I want to start with kettlebells.  What should I buy?
If you are a healthy (ask your doctor) adult male and have $200, I recommend purchasing a Men's Starter Kit.  You will have your choice of a 16 kg (35 lb.) or 20 kg (44 lb.) kettlebell, plus you'll get Pavel's Enter The Kettlebell in both book and DVD form - start with the DVD, and use the book when you're ready for more detailed information.  Enter The Kettlebell contains several programs, given in the order in which you should do them - it's a how-to manual of not only how to perform the lifts but of how to structure your workouts and your training week in order to achieve maximum results.

If you prefer instruction on more lifts, and less guidance on program and workout structure, consider buying one kettlebell, either 16 kg (35 lb.) or 20 kg (44 lb.), the Russian Kettlebell Challenge video and book of the same name.  The kettlebell will be challenging at first but you will adapt over the first two weeks or so and may even be ready for a larger size within the first month or two.

Choose the 44 lb. bell only if you are an experienced strength athlete, please.  Although I do not recommend it, you may also configure your starter kit with a 24 kg (53 lb.) bell.

If you are a healthy (ask your doctor) adult female and have $200, buy one 8 kg. (18 lb.)  kettlebell and the From Russia With Tough Love video.  The same provisos apply as with men - the kettlebell will be challenging at first but you will adapt over the first two weeks or so and may even be ready for a larger size within the first month or two.

If you are the above-described female but stronger than average, larger than average, have a strength training background, etc., consider getting the 12 kg. (26 lb.) bell instead of the 8 kg.  The 12 kg. is a slightly scaled-down version of the 16 kg. bell, made of epoxy-coated, black painted cast iron and possessing a thick handle.  The 8 kg. bell has a much thinner handle and a rubber coating, making it easier and safer for a novice to work with, but also presenting the possibility that it won't be heavy enough for you within a few months.

I already own my first kettlebell - what should I buy next, another one of the same size or a larger sized bell?

The usual guideline for adult men is building your collection to include one each of the 16, 24, and 32 kg. (36, 53, and 70 lbs., respectively) bells.  After that, start over from the bottom, working on your second set.  Two kettlebell work can add variety to your routine and it's usually done with two bells of the same size.  (You can and should start two bell work, however, with two different sized bells - you'll hold one between your legs or at your side while working with the other.)

For most women, the guidelines are the same but one notch lower - collect one each of 12, 16, and 24 kg. (26, 36, and 53 lbs., respectively)  bells then start working on duplicates.  If you started with the 8 kg. bell and still feel it has a place in your workouts, then make your collection 8, 12, and 16 kg before adding seconds.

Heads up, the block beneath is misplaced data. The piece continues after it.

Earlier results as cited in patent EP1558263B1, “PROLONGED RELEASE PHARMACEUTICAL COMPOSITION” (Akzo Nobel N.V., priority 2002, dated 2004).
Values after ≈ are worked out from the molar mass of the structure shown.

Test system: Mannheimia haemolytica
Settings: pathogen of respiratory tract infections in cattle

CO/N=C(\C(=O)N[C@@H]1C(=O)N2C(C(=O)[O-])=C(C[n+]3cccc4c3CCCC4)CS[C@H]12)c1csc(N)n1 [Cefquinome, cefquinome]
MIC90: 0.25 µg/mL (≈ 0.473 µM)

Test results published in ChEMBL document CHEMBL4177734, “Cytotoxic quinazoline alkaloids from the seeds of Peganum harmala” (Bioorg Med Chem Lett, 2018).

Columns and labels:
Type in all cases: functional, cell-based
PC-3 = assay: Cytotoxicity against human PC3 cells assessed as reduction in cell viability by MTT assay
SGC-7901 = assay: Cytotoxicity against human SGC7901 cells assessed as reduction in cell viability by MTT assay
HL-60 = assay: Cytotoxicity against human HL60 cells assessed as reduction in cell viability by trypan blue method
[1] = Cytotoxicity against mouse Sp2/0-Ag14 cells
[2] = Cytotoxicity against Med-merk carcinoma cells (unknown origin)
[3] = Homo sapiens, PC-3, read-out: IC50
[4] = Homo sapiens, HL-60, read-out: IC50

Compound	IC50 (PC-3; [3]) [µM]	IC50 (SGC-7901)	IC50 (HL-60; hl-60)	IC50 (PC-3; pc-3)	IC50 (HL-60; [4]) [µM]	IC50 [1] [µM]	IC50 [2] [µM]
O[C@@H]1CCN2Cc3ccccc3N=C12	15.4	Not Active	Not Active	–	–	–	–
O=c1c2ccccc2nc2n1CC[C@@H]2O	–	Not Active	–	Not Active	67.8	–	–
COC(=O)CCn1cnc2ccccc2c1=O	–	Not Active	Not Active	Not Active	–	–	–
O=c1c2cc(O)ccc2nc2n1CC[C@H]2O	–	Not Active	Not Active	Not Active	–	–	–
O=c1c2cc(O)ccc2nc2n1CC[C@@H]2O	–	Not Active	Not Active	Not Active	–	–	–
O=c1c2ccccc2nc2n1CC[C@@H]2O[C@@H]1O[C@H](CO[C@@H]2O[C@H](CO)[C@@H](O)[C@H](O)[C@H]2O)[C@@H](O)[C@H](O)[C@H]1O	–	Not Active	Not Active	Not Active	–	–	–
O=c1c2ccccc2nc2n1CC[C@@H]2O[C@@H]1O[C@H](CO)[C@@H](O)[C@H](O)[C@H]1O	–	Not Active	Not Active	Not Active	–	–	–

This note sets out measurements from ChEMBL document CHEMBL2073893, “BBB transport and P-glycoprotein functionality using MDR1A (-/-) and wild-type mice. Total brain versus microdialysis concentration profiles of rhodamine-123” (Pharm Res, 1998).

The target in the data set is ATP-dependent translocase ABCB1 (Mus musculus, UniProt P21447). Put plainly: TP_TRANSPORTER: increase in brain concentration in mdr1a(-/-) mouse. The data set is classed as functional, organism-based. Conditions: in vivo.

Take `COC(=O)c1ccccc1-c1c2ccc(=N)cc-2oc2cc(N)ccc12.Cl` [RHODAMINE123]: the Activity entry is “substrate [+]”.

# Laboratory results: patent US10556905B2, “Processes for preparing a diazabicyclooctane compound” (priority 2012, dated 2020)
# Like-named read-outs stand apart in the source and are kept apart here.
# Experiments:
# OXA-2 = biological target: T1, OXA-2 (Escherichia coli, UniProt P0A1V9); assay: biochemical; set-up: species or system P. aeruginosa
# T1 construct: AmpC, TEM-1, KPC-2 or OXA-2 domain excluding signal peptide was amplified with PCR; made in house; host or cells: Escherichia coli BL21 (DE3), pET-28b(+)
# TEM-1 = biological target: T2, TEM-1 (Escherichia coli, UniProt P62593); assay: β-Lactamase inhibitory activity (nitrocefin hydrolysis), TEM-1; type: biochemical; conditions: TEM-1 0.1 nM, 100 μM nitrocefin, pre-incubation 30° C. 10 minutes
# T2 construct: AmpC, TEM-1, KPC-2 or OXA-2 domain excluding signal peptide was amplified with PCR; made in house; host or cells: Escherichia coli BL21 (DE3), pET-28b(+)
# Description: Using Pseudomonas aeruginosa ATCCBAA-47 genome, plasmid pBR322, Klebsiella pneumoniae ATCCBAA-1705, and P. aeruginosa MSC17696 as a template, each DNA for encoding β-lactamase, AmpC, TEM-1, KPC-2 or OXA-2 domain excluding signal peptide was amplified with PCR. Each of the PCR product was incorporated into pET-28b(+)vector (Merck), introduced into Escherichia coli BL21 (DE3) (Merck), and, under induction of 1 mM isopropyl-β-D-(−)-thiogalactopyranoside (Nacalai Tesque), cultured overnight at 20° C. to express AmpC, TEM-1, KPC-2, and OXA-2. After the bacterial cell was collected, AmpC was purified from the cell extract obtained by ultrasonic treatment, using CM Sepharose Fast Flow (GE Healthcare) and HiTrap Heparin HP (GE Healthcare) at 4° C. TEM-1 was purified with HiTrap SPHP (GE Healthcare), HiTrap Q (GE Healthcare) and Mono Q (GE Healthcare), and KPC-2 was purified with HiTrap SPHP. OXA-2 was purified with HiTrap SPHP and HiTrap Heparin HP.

The exception to this rule is the person who is focused more on coordination and endurance than on limit strength.  It is perfectly possible for a male distance runner, cross-country skier, or even a martial artist to do all their work with 2 16kg bells and never use a larger size.  It's equally fine to stop with two 24 kg. bells, but the physical and psychological benefits of moving a heavier weight (increased tension and making the previously-used bells seem lighter, respectively) should not be underestimated.  My preference is for everyone to own the heaviest bell they can work with, even if they only use it once in a while for a few repetitions.

What about the 40 kg. (88 lb.)  bell?

If you can handle it, by all means, go for it!  My collection was built up in the following order: 16, 24, 32, 16, 24, 40, 32.  I had the chance to try cleaning the 40 kg. bell with Rob Lawrence at Maxercise in Philadelpha, PA, and found I could do it for reps right away, so I followed the logic that it is better to have the heaviest weight you can handle before getting duplicates of lighter bells.

Anything else I should get?

Power To The People!, also by Pavel Tsatsouline, is considered by many to be his "core" book, one that puts forth the principles that are built upon in the other books.  Many people alternate cycles (2-4 weeks) of kettlebell work with cycles of the barbell work explained in PTP.  A video is also available but I recommend the book for kettlebell users.

When you feel in need of further stimulation, consider any of the other kettlebell resources on the Dragon Door web site:  From Russia With Tough Love for men if you don't have it already, and Pavel's More Russian Kettlebell Challenges.

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